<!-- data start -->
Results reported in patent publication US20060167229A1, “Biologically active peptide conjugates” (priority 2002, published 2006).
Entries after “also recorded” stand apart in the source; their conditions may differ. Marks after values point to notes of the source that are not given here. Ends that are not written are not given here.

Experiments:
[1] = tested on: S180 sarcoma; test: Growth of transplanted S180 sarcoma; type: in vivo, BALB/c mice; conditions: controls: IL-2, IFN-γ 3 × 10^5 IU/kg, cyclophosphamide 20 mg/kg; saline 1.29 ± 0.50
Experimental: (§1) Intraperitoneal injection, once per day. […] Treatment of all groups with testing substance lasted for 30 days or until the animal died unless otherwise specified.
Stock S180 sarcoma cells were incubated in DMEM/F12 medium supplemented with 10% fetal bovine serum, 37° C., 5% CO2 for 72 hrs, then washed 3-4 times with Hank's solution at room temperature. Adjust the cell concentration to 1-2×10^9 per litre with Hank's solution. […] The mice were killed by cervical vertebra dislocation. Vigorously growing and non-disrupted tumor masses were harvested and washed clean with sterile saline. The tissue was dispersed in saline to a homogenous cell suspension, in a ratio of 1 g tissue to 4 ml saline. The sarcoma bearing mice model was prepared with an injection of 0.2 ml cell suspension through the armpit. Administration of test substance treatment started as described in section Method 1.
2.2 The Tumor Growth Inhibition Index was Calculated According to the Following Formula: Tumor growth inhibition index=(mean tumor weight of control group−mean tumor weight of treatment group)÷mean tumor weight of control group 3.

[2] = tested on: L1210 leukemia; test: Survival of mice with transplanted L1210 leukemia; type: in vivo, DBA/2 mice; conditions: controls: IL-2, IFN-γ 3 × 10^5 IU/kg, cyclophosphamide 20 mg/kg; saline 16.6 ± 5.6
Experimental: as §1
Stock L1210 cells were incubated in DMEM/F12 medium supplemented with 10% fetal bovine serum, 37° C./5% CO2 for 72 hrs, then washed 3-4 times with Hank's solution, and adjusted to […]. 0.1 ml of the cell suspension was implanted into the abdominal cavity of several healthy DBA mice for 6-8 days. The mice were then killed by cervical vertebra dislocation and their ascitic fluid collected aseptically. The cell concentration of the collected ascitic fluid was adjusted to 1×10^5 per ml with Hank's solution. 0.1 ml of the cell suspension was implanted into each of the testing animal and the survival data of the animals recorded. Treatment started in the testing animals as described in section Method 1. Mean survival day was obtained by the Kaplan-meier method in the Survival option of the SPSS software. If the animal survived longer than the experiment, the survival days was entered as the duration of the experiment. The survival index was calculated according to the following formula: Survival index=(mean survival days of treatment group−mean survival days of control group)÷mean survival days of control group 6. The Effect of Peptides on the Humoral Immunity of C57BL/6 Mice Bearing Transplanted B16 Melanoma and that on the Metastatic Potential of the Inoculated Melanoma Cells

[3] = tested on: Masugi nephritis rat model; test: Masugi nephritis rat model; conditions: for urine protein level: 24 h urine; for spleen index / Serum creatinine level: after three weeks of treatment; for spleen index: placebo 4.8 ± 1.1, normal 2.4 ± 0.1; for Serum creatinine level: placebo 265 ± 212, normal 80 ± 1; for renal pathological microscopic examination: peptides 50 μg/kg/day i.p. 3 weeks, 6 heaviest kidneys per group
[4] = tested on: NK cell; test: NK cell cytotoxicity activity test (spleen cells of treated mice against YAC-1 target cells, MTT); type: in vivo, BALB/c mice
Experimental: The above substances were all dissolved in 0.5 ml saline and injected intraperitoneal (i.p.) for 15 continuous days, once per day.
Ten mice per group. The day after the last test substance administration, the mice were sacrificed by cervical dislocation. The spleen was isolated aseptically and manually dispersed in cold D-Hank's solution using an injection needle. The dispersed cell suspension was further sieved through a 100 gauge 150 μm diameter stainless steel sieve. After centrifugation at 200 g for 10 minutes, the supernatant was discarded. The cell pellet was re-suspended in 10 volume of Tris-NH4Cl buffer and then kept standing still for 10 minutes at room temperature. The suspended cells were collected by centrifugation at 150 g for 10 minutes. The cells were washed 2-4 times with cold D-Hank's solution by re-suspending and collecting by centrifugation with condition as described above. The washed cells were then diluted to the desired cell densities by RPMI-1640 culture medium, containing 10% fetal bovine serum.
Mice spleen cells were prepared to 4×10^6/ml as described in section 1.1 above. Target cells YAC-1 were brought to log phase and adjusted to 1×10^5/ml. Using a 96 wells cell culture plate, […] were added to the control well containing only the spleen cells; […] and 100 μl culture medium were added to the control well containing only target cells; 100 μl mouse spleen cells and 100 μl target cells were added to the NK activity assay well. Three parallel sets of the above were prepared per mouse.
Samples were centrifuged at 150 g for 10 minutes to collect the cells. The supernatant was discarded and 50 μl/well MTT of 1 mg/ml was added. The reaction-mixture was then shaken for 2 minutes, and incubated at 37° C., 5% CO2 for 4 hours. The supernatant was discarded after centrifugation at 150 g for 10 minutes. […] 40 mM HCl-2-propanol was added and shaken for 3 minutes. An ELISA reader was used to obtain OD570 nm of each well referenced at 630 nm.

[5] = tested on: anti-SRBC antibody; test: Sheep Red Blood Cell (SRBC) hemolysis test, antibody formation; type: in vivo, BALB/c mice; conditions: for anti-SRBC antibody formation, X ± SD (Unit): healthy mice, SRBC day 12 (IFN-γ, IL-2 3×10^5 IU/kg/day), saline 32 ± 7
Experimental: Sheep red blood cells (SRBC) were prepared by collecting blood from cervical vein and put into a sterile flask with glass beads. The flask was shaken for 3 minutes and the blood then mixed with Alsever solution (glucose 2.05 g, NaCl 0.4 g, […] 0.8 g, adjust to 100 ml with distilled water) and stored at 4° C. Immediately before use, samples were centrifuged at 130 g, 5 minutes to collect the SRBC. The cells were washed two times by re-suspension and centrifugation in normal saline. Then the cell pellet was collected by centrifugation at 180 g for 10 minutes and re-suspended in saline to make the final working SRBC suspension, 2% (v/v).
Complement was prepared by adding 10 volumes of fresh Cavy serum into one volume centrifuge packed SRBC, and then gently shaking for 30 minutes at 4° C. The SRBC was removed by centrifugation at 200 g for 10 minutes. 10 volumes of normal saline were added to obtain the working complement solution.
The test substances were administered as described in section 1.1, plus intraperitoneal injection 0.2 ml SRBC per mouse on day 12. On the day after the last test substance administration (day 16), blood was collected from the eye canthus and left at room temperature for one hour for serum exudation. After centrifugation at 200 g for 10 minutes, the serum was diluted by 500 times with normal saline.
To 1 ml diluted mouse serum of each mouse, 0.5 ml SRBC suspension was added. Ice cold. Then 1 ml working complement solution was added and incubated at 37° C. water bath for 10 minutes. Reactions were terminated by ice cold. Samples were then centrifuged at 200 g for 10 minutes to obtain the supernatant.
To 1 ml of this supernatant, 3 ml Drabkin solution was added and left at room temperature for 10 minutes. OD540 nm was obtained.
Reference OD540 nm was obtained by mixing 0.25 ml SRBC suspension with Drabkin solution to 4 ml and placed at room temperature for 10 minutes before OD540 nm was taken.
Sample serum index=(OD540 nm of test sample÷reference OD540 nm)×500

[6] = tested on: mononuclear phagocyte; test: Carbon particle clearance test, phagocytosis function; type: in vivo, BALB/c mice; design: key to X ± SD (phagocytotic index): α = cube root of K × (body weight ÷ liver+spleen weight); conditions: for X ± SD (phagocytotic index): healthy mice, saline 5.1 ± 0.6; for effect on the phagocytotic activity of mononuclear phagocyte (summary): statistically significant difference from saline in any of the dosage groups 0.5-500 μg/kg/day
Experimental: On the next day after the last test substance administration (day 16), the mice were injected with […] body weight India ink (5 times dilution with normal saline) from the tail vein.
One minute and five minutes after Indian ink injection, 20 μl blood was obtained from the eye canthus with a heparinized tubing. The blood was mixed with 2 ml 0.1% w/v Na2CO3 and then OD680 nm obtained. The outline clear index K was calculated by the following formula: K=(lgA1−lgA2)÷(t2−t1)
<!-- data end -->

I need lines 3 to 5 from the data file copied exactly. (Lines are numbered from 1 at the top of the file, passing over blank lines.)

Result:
Experiments:
[1] = tested on: S180 sarcoma; test: Growth of transplanted S180 sarcoma; type: in vivo, BALB/c mice; conditions: controls: IL-2, IFN-γ 3 × 10^5 IU/kg, cyclophosphamide 20 mg/kg; saline 1.29 ± 0.50
Experimental: (§1) Intraperitoneal injection, once per day. […] Treatment of all groups with testing substance lasted for 30 days or until the animal died unless otherwise specified.